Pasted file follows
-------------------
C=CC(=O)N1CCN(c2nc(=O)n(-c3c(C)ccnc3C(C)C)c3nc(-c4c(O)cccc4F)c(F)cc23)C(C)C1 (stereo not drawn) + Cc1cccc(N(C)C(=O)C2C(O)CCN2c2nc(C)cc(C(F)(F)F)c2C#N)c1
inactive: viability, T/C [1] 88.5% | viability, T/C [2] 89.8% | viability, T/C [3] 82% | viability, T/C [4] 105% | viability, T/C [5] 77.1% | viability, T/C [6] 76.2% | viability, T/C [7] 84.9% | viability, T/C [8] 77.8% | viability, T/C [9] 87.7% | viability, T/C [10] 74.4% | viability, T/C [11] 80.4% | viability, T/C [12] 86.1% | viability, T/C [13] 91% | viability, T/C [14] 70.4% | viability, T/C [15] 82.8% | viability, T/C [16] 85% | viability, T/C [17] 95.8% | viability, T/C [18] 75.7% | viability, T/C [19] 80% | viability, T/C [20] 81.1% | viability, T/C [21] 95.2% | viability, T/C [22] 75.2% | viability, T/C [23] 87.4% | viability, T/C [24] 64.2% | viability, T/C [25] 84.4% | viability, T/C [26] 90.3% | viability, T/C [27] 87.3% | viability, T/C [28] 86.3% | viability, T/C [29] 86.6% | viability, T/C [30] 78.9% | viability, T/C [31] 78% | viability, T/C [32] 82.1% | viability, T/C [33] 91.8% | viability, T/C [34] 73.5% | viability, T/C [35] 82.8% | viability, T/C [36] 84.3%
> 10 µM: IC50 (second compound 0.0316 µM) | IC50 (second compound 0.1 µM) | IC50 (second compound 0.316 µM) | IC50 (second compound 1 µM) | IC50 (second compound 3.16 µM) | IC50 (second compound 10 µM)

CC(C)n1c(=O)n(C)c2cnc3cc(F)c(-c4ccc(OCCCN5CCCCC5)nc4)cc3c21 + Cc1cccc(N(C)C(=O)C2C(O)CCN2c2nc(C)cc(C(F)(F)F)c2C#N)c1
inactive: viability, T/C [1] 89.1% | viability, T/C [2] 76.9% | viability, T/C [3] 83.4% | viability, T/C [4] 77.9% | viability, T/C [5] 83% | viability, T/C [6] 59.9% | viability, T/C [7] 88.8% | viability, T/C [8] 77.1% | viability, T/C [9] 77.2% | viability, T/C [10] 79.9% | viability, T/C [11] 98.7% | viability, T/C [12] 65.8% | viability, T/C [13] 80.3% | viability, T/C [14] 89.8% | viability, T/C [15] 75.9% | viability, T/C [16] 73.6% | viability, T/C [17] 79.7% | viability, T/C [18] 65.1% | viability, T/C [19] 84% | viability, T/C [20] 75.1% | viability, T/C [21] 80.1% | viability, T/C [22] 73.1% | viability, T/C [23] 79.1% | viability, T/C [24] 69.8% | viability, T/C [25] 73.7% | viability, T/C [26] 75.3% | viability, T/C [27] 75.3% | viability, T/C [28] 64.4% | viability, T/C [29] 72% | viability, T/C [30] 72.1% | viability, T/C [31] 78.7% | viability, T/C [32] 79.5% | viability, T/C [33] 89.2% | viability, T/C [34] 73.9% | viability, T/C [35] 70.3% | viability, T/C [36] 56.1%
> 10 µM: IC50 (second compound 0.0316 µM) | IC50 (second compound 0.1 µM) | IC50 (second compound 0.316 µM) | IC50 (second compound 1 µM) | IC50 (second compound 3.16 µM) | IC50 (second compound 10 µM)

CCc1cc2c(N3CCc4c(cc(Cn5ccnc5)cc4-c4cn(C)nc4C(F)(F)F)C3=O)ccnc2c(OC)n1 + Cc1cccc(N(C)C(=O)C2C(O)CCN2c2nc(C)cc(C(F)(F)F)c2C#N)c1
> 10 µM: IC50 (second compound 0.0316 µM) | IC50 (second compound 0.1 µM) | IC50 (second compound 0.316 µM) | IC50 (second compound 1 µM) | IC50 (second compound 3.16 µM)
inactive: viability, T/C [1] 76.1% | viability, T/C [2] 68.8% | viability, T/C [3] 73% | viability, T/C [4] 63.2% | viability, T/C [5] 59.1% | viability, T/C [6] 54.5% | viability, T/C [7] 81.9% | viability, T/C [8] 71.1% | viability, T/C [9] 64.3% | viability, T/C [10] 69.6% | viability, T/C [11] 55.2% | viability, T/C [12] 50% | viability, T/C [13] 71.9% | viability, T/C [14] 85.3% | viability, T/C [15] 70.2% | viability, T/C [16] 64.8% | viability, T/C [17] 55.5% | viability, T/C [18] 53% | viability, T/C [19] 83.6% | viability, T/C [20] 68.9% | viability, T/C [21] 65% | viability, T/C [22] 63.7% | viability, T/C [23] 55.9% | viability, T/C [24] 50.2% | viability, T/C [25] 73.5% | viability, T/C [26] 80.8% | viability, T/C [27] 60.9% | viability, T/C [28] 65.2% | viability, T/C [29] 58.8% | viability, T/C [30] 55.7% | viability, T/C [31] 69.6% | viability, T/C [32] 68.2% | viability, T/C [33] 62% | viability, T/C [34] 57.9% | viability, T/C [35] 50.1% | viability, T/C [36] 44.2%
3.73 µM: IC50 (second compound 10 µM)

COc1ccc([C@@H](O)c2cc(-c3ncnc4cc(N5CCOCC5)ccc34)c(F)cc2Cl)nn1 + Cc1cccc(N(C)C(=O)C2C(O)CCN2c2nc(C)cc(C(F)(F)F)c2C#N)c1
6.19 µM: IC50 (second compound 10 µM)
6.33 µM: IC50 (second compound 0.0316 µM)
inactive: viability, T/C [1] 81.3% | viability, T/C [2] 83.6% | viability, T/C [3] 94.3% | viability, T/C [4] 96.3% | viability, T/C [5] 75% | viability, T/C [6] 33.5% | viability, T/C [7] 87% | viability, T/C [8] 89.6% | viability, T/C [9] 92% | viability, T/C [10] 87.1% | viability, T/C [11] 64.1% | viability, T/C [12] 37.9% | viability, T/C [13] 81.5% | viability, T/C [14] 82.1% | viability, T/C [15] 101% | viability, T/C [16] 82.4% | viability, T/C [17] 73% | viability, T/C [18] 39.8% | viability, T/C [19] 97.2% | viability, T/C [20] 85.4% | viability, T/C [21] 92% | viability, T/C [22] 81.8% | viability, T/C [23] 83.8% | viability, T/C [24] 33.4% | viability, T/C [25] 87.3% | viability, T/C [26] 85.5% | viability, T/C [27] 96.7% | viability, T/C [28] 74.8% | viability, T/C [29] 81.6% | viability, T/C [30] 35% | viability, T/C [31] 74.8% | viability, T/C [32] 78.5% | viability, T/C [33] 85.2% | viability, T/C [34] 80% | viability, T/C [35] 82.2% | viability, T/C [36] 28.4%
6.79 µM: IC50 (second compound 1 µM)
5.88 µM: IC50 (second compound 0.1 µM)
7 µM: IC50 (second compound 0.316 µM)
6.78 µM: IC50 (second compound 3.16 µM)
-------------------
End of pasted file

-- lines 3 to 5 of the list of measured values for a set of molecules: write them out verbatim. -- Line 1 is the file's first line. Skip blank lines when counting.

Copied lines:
> 10 µM: IC50 (second compound 0.0316 µM) | IC50 (second compound 0.1 µM) | IC50 (second compound 0.316 µM) | IC50 (second compound 1 µM) | IC50 (second compound 3.16 µM) | IC50 (second compound 10 µM)

CC(C)n1c(=O)n(C)c2cnc3cc(F)c(-c4ccc(OCCCN5CCCCC5)nc4)cc3c21 + Cc1cccc(N(C)C(=O)C2C(O)CCN2c2nc(C)cc(C(F)(F)F)c2C#N)c1
inactive: viability, T/C [1] 89.1% | viability, T/C [2] 76.9% | viability, T/C [3] 83.4% | viability, T/C [4] 77.9% | viability, T/C [5] 83% | viability, T/C [6] 59.9% | viability, T/C [7] 88.8% | viability, T/C [8] 77.1% | viability, T/C [9] 77.2% | viability, T/C [10] 79.9% | viability, T/C [11] 98.7% | viability, T/C [12] 65.8% | viability, T/C [13] 80.3% | viability, T/C [14] 89.8% | viability, T/C [15] 75.9% | viability, T/C [16] 73.6% | viability, T/C [17] 79.7% | viability, T/C [18] 65.1% | viability, T/C [19] 84% | viability, T/C [20] 75.1% | viability, T/C [21] 80.1% | viability, T/C [22] 73.1% | viability, T/C [23] 79.1% | viability, T/C [24] 69.8% | viability, T/C [25] 73.7% | viability, T/C [26] 75.3% | viability, T/C [27] 75.3% | viability, T/C [28] 64.4% | viability, T/C [29] 72% | viability, T/C [30] 72.1% | viability, T/C [31] 78.7% | viability, T/C [32] 79.5% | viability, T/C [33] 89.2% | viability, T/C [34] 73.9% | viability, T/C [35] 70.3% | viability, T/C [36] 56.1%